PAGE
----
View Full Version : [ubuntu] PLease help:Unable to mount a partition after extending with windows disk management

March 20th, 2011, 02:45 PM
Hi Friends,
I am a beginner in ubuntu and only recently did i install Ubuntu 10.10 using Wubi. I am dual booting along with Windows 7 64bit. Before i got to know of Wubi, i created a free 20GB partition for installing linux. But since it was of no use , i decided to extend another partition adding this 20GB space.
The problem now is that i am getting the following error while trying to access the partition.

"Error mounting: mount exited with exit code 12: Failed to read last sector (605949951): Invalid argument
HINTS: Either the volume is a RAID/LDM but it wasn't setup yet,
or it was not setup correctly (e.g. by not using mdadm --build ...),
or a wrong device is tried to be mounted,
or the partition table is corrupt (partition is smaller than NTFS),
or the NTFS boot sector is corrupt (NTFS size is not valid).
Failed to mount '/dev/sda5': Invalid argument
The device '/dev/sda5' doesn't seem to have a valid NTFS.
Maybe the wrong device is used? Or the whole disk instead of a
partition (e.g. /dev/sda, not /dev/sda1)? Or the other way around?"

These are the results after running sudo fdisk -l /dev/sda:

"Disk /dev/sda: 640.1 GB, 640135028736 bytes
255 heads, 63 sectors/track, 77825 cylinders
Units = cylinders of 16065 * 512 = 8225280 bytes
Sector size (logical/physical): 512 bytes / 512 bytes
I/O size (minimum/optimal): 512 bytes / 512 bytes
Disk identifier: 0x76c4009c

Device Boot Start End Blocks Id System
/dev/sda1 1 1 992+ 42 SFS
Partition 1 does not end on cylinder boundary.
/dev/sda2 * 1 13 102400 42 SFS
Partition 2 does not end on cylinder boundary.
/dev/sda3 13 6528 52326400 42 SFS
Partition 3 does not end on cylinder boundary.
/dev/sda4 6528 42717 290694144 42 SFS

Please help me out in this.

March 20th, 2011, 02:57 PM
It seems that you may have fallen foul of Windows latest trick.
When you created a 20GB partition I presume you chose "primary"?
If so, it seems that you created a 5th primary partition. As your HDD almost certainly uses the mbr partitioning system (most do) that 5th primary partition was "illegal" and, as a result, Windows changed your existing 4 primary partitions to "dynamic disks". This is ok for Windows, but a disaster for any other operating system, as they cannot install on it.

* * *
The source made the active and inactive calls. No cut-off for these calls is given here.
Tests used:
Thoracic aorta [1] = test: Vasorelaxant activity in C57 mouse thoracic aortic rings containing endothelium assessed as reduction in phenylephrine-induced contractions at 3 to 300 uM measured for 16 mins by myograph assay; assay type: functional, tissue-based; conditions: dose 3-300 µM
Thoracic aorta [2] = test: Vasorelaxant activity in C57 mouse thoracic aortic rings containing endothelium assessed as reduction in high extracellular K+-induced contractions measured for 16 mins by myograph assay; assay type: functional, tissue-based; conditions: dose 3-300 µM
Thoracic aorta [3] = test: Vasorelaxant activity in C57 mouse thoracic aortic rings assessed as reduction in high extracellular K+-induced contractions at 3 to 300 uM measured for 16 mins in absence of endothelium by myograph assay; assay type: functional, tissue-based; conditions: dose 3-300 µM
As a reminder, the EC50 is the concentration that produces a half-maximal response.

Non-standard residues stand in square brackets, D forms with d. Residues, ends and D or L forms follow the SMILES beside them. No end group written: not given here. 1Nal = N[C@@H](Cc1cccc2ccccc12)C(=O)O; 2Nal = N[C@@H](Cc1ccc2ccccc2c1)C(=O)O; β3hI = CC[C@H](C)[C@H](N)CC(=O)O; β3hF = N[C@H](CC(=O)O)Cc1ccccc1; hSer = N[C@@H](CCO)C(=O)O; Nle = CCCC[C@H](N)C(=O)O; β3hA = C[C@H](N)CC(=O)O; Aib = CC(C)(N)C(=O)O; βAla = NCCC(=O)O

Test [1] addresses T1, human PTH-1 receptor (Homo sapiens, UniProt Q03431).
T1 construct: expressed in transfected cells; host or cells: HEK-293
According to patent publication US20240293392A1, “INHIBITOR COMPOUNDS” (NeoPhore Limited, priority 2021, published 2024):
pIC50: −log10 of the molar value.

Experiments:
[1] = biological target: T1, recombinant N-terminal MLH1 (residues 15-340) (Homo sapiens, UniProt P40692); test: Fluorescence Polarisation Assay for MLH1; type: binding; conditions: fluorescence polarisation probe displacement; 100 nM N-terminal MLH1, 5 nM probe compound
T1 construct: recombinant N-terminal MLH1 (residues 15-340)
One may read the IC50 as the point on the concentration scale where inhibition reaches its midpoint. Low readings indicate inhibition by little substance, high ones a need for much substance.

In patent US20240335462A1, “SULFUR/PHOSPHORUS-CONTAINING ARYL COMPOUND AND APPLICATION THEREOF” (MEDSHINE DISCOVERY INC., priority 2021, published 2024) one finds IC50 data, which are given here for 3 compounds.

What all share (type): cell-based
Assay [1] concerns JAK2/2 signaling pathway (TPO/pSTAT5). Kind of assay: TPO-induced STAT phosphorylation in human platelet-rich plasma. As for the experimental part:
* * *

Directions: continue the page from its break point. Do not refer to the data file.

If you really want another operating system installed on your pc you will need to re-install Windows.

March 20th, 2011, 03:08 PM
Or... possibly reduce your partition count to 3 or less with windows leaving unallocated space and then using the live cd to create an extended partition in the unallocated space. My memory is getting faint on this issue but I have inadvertently created more than four partitions in win7 and then undone it and used Ubuntu to create an extended out of unallocated.

March 20th, 2011, 03:12 PM
ronparent, does that change the SFS file system back? That would be good to know, though I haven't seen that mentioned before.

March 20th, 2011, 03:29 PM
I don't know?? I had created extra partitions in prep for Ubuntu before I realized that win7 was creating only 'primary' partition. I then deleted and left unallocated space and used Ubuntu to create an extended to install to. It worked!!! The only problem was that I was improvising on the spot and am not sure of the details. What's to lose?

March 20th, 2011, 03:30 PM
Interesting, thanks.

March 20th, 2011, 11:16 PM
I've heard that at least a couple of third-party Windows partitioning tools (Partition Wizard (http://www.partitionwizard.com/) and EASEUS, (http://www.partition-tool.com/personal.htm) IIRC) can convert from Windows "dynamic disks" back to regular partitions. You could look into doing that.

One caution: Juggling partitions around at this level is inherently at least a little dangerous -- not as dangerous as moving partitions, but still a bit risky. An error can leave you with no way to access your filesystems, although they'll probably still be intact. (It'd be a bit like walking into an unfamiliar library where all the shelves are unlabelled. Even if you knew the call number for a book, it'd take you a while to find it.) Thus, I strongly recommend backing up all your important data before proceeding.